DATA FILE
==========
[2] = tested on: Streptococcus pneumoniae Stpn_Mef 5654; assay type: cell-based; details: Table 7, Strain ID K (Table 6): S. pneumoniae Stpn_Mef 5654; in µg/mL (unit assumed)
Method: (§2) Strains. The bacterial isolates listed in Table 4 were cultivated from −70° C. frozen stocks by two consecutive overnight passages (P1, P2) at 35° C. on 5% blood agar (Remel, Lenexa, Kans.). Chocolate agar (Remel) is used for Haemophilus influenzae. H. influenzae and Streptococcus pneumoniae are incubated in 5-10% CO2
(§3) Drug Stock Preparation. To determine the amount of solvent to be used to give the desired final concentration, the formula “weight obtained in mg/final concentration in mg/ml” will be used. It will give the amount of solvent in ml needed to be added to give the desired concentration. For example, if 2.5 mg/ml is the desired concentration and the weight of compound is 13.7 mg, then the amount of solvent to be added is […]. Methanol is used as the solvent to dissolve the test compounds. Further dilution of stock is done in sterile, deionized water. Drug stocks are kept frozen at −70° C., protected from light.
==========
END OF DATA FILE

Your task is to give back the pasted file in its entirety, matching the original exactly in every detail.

[2] = tested on: Streptococcus pneumoniae Stpn_Mef 5654; assay type: cell-based; details: Table 7, Strain ID K (Table 6): S. pneumoniae Stpn_Mef 5654; in µg/mL (unit assumed)
Method: (§2) Strains. The bacterial isolates listed in Table 4 were cultivated from −70° C. frozen stocks by two consecutive overnight passages (P1, P2) at 35° C. on 5% blood agar (Remel, Lenexa, Kans.). Chocolate agar (Remel) is used for Haemophilus influenzae. H. influenzae and Streptococcus pneumoniae are incubated in 5-10% CO2
(§3) Drug Stock Preparation. To determine the amount of solvent to be used to give the desired final concentration, the formula “weight obtained in mg/final concentration in mg/ml” will be used. It will give the amount of solvent in ml needed to be added to give the desired concentration. For example, if 2.5 mg/ml is the desired concentration and the weight of compound is 13.7 mg, then the amount of solvent to be added is […]. Methanol is used as the solvent to dissolve the test compounds. Further dilution of stock is done in sterile, deionized water. Drug stocks are kept frozen at −70° C., protected from light.